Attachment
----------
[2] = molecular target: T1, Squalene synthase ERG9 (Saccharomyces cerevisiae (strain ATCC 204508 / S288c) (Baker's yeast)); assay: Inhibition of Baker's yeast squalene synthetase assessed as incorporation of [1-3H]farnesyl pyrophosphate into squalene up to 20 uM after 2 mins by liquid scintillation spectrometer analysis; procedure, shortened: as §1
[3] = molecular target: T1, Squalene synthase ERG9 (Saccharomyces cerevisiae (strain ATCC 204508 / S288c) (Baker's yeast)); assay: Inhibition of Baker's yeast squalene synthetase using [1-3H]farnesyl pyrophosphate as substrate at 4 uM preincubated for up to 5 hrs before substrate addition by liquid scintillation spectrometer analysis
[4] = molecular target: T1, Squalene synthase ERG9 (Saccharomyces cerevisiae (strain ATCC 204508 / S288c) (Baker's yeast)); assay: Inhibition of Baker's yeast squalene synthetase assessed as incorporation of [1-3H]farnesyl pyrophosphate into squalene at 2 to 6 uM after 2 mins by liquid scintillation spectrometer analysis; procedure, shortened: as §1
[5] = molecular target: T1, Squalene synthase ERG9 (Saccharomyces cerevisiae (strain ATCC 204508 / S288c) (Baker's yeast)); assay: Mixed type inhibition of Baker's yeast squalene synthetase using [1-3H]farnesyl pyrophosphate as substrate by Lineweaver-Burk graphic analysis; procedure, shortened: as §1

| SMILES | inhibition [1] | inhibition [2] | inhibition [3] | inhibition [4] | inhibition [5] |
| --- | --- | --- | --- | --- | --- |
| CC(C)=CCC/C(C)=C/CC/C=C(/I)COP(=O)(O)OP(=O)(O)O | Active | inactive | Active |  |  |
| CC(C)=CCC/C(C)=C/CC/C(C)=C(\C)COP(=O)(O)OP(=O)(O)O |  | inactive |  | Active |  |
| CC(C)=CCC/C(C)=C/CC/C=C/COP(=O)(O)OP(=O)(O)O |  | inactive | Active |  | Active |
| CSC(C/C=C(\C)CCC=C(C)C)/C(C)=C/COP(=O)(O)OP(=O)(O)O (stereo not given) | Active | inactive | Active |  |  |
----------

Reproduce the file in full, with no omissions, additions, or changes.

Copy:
[2] = molecular target: T1, Squalene synthase ERG9 (Saccharomyces cerevisiae (strain ATCC 204508 / S288c) (Baker's yeast)); assay: Inhibition of Baker's yeast squalene synthetase assessed as incorporation of [1-3H]farnesyl pyrophosphate into squalene up to 20 uM after 2 mins by liquid scintillation spectrometer analysis; procedure, shortened: as §1
[3] = molecular target: T1, Squalene synthase ERG9 (Saccharomyces cerevisiae (strain ATCC 204508 / S288c) (Baker's yeast)); assay: Inhibition of Baker's yeast squalene synthetase using [1-3H]farnesyl pyrophosphate as substrate at 4 uM preincubated for up to 5 hrs before substrate addition by liquid scintillation spectrometer analysis
[4] = molecular target: T1, Squalene synthase ERG9 (Saccharomyces cerevisiae (strain ATCC 204508 / S288c) (Baker's yeast)); assay: Inhibition of Baker's yeast squalene synthetase assessed as incorporation of [1-3H]farnesyl pyrophosphate into squalene at 2 to 6 uM after 2 mins by liquid scintillation spectrometer analysis; procedure, shortened: as §1
[5] = molecular target: T1, Squalene synthase ERG9 (Saccharomyces cerevisiae (strain ATCC 204508 / S288c) (Baker's yeast)); assay: Mixed type inhibition of Baker's yeast squalene synthetase using [1-3H]farnesyl pyrophosphate as substrate by Lineweaver-Burk graphic analysis; procedure, shortened: as §1

| SMILES | inhibition [1] | inhibition [2] | inhibition [3] | inhibition [4] | inhibition [5] |
| --- | --- | --- | --- | --- | --- |
| CC(C)=CCC/C(C)=C/CC/C=C(/I)COP(=O)(O)OP(=O)(O)O | Active | inactive | Active |  |  |
| CC(C)=CCC/C(C)=C/CC/C(C)=C(\C)COP(=O)(O)OP(=O)(O)O |  | inactive |  | Active |  |
| CC(C)=CCC/C(C)=C/CC/C=C/COP(=O)(O)OP(=O)(O)O |  | inactive | Active |  | Active |
| CSC(C/C=C(\C)CCC=C(C)C)/C(C)=C/COP(=O)(O)OP(=O)(O)O (stereo not given) | Active | inactive | Active |  |  |